Carlton Reid 14:41
Yes. And then tell me about your music. So how are you?

Carlton Reid 14:49
How are you? You said you’re, you’re merging the two lives together there. But tell me about your music part of your or your life there. Yeah.

Dan Abrahams 14:58
So I mean, you mean more

Dan Abrahams 15:00
Generally or specifically for the songs,

Carlton Reid 15:03
generally so so so we’ll just Yeah. The second part. So talk about the music part. So

Dan Abrahams 15:12
I mean, I was an engineer for about 10 years and

Dan Abrahams 15:18
working for a company who was doing kind of sustainable technology stuff. So it was like we worked on a wind turbine, and then we’re working on some hybrid vehicles and

Dan Abrahams 15:27
the music was always on the side. And then this year, for many reasons, I decided to kind of take the plunge and do music. And my music in Edinburgh is a mixture of stuff apart from the cycling songs, which is kind of like a kind of one off special thing. I play in folk bands. So I have a group called Dowally who we make, we make music

Dan Abrahams 15:56
in the kind of traditional Celtic vein, but we were kind of more progressive, modern, kind of feel. And we do a lot of stuff for archive films. I also have a band called Wayward Jane who play more like old time Americana music of banjo and fiddle and double bass. And then I also play jazz soul have a band called the Foo Birds who do that kind of thing. So it’s, it’s a real mix of stuff. And the cycling songs is kind of

Dan Abrahams 16:26
I knew that my bands wouldn’t probably be into that. So I kind of decided to do that as, as myself as Dan, Abrahams, which is kind of a first for me.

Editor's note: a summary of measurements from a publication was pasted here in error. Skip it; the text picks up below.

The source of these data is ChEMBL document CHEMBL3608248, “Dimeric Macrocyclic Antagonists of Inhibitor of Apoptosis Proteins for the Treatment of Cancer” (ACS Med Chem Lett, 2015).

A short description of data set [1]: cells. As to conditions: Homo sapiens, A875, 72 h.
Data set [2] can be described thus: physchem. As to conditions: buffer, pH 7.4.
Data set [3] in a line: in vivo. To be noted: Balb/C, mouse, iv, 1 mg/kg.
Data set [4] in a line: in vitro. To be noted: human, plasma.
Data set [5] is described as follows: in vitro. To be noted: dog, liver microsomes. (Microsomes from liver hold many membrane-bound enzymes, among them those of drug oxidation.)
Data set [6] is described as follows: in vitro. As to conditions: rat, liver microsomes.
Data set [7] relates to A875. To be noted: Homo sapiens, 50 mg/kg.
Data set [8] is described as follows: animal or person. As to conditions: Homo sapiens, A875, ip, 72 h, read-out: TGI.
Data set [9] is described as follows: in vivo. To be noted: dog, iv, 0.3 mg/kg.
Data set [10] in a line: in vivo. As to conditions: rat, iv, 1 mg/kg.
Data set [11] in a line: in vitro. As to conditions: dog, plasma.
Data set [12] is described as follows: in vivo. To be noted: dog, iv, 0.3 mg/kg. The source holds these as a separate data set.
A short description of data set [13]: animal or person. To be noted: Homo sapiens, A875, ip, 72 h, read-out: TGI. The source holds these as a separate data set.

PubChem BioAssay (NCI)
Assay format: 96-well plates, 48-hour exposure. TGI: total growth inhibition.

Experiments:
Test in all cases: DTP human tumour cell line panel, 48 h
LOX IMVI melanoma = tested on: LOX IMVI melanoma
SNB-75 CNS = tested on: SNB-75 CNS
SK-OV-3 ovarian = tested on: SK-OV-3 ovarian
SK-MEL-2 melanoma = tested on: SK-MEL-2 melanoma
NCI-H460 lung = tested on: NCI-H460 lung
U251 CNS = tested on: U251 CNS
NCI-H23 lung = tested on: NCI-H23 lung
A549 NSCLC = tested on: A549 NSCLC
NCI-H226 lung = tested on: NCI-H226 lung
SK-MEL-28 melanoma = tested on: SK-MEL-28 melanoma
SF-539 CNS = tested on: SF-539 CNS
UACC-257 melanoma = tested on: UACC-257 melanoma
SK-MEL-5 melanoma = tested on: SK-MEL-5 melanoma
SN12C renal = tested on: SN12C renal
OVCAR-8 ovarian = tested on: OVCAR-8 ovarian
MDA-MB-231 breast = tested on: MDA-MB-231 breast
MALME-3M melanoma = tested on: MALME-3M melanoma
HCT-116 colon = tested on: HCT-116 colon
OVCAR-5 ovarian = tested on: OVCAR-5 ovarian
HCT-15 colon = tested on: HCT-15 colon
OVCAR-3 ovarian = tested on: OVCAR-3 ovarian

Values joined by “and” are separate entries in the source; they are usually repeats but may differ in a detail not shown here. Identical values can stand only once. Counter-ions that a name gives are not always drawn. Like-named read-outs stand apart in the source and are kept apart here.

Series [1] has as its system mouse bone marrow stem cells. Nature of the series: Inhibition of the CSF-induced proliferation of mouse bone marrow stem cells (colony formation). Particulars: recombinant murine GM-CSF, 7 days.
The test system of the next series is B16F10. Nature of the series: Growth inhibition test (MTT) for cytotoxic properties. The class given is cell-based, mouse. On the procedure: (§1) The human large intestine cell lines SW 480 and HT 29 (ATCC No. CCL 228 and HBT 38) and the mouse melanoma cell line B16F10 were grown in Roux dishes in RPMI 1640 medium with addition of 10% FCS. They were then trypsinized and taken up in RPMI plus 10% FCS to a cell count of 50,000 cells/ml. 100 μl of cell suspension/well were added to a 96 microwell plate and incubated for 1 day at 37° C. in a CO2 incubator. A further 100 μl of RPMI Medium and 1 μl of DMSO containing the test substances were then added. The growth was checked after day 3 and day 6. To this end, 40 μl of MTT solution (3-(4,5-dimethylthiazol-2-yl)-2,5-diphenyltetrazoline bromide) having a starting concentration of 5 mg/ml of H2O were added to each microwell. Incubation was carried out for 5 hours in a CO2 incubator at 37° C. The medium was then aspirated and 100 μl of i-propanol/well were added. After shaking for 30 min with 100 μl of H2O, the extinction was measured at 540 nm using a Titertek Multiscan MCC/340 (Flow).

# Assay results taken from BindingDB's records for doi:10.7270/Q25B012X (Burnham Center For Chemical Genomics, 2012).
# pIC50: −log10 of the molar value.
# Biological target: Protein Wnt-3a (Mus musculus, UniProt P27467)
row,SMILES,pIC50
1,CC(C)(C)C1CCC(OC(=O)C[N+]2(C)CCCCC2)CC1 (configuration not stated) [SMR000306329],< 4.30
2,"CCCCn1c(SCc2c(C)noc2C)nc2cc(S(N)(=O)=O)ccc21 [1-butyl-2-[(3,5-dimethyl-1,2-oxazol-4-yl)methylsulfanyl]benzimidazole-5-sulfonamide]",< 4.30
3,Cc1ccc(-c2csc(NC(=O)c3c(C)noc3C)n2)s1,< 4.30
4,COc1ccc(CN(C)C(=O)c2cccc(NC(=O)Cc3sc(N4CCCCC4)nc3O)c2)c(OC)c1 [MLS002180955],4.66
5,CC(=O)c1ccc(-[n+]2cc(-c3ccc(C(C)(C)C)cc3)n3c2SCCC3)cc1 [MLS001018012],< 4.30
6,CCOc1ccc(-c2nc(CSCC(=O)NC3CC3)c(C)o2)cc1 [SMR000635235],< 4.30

Carlton Reid 16:36
Now, you’re not from Edinburgh?

Dan Abrahams 16:37
No, I’m from originally from Sheffield. Yeah. Yes. Yes.

Carlton Reid 16:41
So how can you remember was it through that job that you had described before with uni?

Dan Abrahams 16:45
And then the job? Yeah. Alright. Okay. Yeah.

Carlton Reid 16:48
Because the the video the streets video?

Carlton Reid 16:51
Yes, it’s very Edinburgh based. But it can be any city that that it’s not, it hasn’t. It’s not like grounding it completely. Only in Edinburgh. Is it?

Dan Abrahams 17:01
Yeah, exactly. Yeah, I think that’s the idea that anyone could could could feel like, you know, that looks like my city totally unsafe to cycling. And, you know, wouldn’t it be amazing if we could all you know, cycle mass together and, and live with less cars. And that that was the idea behind the section right at the end of the video, where you basically see critical masses from right around the world, which is the idea was to kind of zoom out and be like, this is a worldwide movement. You know, there’s stuff going on right around the world, in Africa, in South America. And I didn’t manage to get any footage in Asia. And for now, it’s not true. There was some in Nepal. And, and, and Europe as well. So.